What tobacco and vape businesses need to know about selling online and through marketplaces

With the rise in popularity of online shops and marketplaces and increasing demand from consumers for convenient shopping avenues, tobacco and vape businesses may be tempted to make the jump to the World Wide Web. But as with any new venture, there’s a lot to consider, especially for the tobacco and vape industry.

Is it even possible?

The short answer is yes, it is technically possible to sell tobacco and vape products online. The longer and more complicated answer is yes, but it depends on the state you’re selling from, the state you’re selling to, what shipping method you’re using, the flavor of the product, and so many more factors. Let’s get into it.

Flavor ban

A lot of restrictive legislation passed recently aims to make vape and tobacco access more difficult for teens; one of the ways legislators hope to achieve this is by restricting or banning vape flavors. Some states, like Massachusetts, New Jersey, and New York have banned flavors outright. Others, like Maryland, Oregon, and Texas have only banned the B2C (business-to-consumer) online sale of flavored products.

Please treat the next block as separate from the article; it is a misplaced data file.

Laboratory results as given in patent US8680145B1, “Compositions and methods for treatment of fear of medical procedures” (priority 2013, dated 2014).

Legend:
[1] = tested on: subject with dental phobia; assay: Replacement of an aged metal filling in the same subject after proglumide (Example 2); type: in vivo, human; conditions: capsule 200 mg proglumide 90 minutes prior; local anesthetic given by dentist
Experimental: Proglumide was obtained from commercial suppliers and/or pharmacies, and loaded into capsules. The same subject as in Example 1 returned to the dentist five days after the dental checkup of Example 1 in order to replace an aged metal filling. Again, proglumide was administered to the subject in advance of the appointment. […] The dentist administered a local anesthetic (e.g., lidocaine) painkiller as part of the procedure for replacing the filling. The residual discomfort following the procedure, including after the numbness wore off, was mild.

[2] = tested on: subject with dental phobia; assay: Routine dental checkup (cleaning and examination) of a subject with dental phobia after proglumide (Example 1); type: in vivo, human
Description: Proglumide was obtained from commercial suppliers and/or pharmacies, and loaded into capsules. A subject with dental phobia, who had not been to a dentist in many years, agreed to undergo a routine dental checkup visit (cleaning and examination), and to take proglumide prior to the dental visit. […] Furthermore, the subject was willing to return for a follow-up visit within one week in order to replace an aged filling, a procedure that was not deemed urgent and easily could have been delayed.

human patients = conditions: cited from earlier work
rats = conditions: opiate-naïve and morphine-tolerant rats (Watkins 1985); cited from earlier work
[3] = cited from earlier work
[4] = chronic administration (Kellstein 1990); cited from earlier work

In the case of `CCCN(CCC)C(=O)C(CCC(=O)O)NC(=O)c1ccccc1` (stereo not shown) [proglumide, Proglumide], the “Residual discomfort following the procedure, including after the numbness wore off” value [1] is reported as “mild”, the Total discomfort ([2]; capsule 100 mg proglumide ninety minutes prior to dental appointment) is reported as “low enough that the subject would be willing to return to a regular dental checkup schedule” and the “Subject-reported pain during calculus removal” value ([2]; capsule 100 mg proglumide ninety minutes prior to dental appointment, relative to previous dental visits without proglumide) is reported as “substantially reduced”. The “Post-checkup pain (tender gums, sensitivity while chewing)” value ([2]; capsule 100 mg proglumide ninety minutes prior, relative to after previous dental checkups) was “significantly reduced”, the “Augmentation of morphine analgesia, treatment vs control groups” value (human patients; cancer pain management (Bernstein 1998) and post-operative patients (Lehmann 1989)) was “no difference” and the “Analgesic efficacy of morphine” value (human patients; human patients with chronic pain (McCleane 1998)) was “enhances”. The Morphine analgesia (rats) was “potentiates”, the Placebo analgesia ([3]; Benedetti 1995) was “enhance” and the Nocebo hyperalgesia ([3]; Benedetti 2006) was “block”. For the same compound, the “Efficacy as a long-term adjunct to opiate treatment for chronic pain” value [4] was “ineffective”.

Shipping difficulties

Even if you’ve verified that you can sell tobacco or vape products into a state, do you know how you’re going to ship them? As of March 2021, the United States Postal Service issued a rule against shipping tobacco and other nicotine products, called Treatment of E-Cigarettes in the Mail. FedEx and UPS have since followed suit, with FedEx banning the shipment of any tobacco or vape products, and UPS only allowing tobacco shipments from licensed sellers and not allowing vape shipments at all.


If you thought negotiating the array of flavor bans and finding a shipping method for your tobacco or vape products was complicated, you’ll want to buckle up for the next step: figuring out taxes. There are a number of factors that determine how tobacco and vape products are taxed, and they all vary by state: Some states only tax nicotine products; some, like Kansas, only tax liquid (with no tax on devices without liquid); some have no excise tax at all; and some tax everything. Other factors that go into calculating taxability include nicotine content and the type of delivery system (particularly for vape).